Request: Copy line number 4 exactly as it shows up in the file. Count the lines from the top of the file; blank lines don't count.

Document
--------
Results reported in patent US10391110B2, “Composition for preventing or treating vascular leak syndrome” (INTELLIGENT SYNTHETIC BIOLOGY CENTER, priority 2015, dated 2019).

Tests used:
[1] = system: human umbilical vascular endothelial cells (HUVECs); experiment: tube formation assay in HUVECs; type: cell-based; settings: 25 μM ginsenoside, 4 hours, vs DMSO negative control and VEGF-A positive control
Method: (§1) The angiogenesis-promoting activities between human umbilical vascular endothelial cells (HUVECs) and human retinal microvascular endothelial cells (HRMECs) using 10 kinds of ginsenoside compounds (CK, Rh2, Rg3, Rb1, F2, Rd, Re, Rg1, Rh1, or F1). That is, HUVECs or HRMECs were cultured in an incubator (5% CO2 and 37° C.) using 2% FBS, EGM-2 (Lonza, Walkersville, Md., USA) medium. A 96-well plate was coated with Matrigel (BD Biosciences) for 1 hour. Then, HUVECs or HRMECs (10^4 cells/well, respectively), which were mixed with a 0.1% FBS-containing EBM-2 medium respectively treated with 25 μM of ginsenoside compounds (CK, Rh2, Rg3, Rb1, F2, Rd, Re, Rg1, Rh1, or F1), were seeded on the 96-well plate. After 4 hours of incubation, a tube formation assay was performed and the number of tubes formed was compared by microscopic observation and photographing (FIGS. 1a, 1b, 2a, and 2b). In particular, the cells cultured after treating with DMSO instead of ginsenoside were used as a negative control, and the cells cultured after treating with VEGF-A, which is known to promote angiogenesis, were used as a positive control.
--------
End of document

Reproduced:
Method: (§1) The angiogenesis-promoting activities between human umbilical vascular endothelial cells (HUVECs) and human retinal microvascular endothelial cells (HRMECs) using 10 kinds of ginsenoside compounds (CK, Rh2, Rg3, Rb1, F2, Rd, Re, Rg1, Rh1, or F1). That is, HUVECs or HRMECs were cultured in an incubator (5% CO2 and 37° C.) using 2% FBS, EGM-2 (Lonza, Walkersville, Md., USA) medium. A 96-well plate was coated with Matrigel (BD Biosciences) for 1 hour. Then, HUVECs or HRMECs (10^4 cells/well, respectively), which were mixed with a 0.1% FBS-containing EBM-2 medium respectively treated with 25 μM of ginsenoside compounds (CK, Rh2, Rg3, Rb1, F2, Rd, Re, Rg1, Rh1, or F1), were seeded on the 96-well plate. After 4 hours of incubation, a tube formation assay was performed and the number of tubes formed was compared by microscopic observation and photographing (FIGS. 1a, 1b, 2a, and 2b). In particular, the cells cultured after treating with DMSO instead of ginsenoside were used as a negative control, and the cells cultured after treating with VEGF-A, which is known to promote angiogenesis, were used as a positive control.